Tibet’s political system has taken a historic stride forward. Once Tibet had been peacefully liberated, the process of democratic reform and the subsequent founding of the autonomous region resulted in the abolishment of the feudal serfdom system under theocratic rule, which had been practiced in the region for centuries, allowing the working class to assume their position as the masters of the country and society. A series of new political systems were established and gradually improved in Tibet, such as the system of people’s congresses, the system of multi-party cooperation and political consultation under the leadership of the CPC, the system of regional ethnic autonomy, and the system of autonomy at the grassroots level. The achievements that Tibet has made in the development of socialist democracy have been nothing short of incredible. As of the present, the People’s Congress of the Autonomous Region and its Standing Committee have formulated more than 250 local regulations and specific regulations covering politics, the economy, culture, and education. Of the deputies to different levels of people’s congresses in Tibet, 94.4% are people from Tibetan ethnic group or from other minorities. Of Tibet’s deputies to the National People’s Congress, 12 are from the Tibetan ethnic group, 1 is from the Monba ethnic group, and 1 is from the Lopa ethnic group. Moreover, people of Tibetan origin and people from other minorities account for 70.42% of provincial-level officials serving in the autonomous region and for 86% of leaders serving at the county and township levels. 

 Tibetan culture has thrived and prospered. Following Tibet’s peaceful liberation, and particularly after its democratic reforms, major efforts have been devoted to the development of socialist culture, which has effectively promoted ethnic solidarity at the ideological level. We have placed a great emphasis on the continuation, protection, and development of the fine elements in traditional Tibetan culture. The central government has invested heavily in programs to restore and protect cultural relics such as the Potala Palace, Norbu Lingka, and Sagya Monastery. The Epic of King Gesar has been included in the List of World Intangible Cultural Heritage, ensuring that it receives timely support and protection. A large number of outstanding cultural works that embody rich local features and the spirit of the times have emerged. Great attention has been paid to the study, application and development of the Tibetan language. The international-standard Tibetan character code makes Tibetan the first written language of China’s minority languages to have its own international standard. Tibetology studies and the modern press and publication industry have developed at a rapid pace. In 2010, radio and television broadcasts reached 90.28% and 91.41% of the population in Tibet respectively.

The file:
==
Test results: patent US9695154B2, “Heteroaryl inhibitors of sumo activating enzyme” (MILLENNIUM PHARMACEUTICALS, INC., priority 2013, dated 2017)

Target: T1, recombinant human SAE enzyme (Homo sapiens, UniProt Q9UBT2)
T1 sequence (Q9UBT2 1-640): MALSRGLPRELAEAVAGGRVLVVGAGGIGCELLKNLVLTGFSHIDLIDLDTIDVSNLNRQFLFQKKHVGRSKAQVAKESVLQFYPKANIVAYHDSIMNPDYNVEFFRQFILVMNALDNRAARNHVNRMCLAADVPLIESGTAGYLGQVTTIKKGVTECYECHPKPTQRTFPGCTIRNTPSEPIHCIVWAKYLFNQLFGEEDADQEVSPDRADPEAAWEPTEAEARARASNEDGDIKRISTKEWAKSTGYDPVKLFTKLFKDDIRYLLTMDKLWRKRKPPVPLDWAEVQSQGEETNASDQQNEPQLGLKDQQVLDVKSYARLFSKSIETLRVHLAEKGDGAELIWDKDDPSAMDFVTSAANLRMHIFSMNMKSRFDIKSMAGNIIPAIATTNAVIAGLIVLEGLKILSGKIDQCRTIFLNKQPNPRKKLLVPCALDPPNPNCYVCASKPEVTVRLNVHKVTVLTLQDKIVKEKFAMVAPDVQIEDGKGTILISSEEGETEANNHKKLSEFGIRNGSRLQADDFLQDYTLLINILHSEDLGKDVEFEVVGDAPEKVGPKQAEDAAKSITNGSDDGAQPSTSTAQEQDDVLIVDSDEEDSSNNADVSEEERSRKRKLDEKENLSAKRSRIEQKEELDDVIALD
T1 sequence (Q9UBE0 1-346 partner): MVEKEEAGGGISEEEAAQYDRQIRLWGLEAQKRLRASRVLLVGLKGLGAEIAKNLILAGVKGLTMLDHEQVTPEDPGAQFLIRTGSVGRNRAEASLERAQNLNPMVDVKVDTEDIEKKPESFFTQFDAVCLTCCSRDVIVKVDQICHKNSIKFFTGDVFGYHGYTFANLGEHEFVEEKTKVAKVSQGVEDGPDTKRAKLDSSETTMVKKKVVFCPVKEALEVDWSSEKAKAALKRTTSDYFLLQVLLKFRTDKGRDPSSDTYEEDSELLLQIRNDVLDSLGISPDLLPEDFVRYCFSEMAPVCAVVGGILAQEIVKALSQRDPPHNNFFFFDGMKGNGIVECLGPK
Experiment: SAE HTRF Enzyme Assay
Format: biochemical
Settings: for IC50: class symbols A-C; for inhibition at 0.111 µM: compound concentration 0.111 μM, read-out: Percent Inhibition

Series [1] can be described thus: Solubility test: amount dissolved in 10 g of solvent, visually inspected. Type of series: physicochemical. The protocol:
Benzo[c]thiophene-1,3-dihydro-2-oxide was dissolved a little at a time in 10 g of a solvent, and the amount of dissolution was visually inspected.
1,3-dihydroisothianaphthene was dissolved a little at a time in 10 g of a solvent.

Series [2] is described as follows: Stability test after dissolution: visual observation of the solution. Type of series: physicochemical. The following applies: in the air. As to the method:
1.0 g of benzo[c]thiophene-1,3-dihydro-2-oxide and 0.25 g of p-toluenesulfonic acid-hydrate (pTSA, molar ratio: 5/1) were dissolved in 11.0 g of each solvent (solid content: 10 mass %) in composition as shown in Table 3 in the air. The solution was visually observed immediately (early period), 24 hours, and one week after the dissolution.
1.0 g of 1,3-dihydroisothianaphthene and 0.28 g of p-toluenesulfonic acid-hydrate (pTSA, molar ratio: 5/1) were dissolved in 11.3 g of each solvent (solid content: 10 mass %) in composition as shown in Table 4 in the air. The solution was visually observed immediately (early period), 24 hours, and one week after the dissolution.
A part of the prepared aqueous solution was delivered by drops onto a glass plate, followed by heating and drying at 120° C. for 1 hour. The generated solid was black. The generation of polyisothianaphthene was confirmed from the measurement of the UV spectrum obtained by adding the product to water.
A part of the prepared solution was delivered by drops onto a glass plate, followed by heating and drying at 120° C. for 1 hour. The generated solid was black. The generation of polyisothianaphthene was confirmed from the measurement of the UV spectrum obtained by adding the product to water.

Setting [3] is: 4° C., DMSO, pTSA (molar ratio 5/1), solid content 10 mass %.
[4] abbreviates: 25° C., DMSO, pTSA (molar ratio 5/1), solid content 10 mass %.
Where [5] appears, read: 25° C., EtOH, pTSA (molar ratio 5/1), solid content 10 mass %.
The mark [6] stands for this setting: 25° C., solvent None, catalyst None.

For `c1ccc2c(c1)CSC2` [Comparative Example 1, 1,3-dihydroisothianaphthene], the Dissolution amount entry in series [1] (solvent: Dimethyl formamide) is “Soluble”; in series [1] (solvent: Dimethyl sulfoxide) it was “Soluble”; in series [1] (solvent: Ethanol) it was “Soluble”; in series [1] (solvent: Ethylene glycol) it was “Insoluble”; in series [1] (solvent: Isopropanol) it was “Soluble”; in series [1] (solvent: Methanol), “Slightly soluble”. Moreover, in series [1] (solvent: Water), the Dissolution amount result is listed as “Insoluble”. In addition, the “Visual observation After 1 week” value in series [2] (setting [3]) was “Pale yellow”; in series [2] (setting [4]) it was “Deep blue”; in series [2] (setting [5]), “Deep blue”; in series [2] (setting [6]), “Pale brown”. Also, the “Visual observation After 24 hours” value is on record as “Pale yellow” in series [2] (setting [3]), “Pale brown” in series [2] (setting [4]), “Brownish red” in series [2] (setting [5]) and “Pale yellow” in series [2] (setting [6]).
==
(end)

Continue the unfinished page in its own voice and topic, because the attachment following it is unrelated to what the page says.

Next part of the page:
Progress has been achieved in social programs in all aspects. Tibet attained its target of ensuring nine-year compulsory education for all children in 2010. According to statistics, the enrollment ratio of school-age children in Tibet is 99.2%. In addition, rates of enrollment in junior middle school, senior middle school, and higher education among the corresponding age groups are now 98.2%, 60.1% and 23.4% respectively. The rate of illiteracy among young people has dropped to 1.2%, and the average length of schooling has reached 7.3 years. This signals the complete formation of a modernized ethnic educational system in Tibet encompassing pre-school education, compulsory education, secondary education, higher education, vocational education, and special education. There are a total of 184 scientific research institutes and promotion organizations in Tibet, employing more than 48,500 professional scientific and technological staff. Tibet has become a national leader in the research of Tibetology, plateau ecology and Tibetan medicine. The region has also become one of the very first places in China to have realized medical insurance for all urban residents, and has also established a system for the provision of free medical care in agricultural and pastoral areas. Since the liberation, the average life expectancy of Tibetans has gone from 35.5 years to 67 years. Tibet has also succeeded in establishing a preliminary social safety net covering both urban and rural areas. It was the first place in China to guarantee a minimum standard of living in agricultural and pastoral areas, and has since realized total coverage.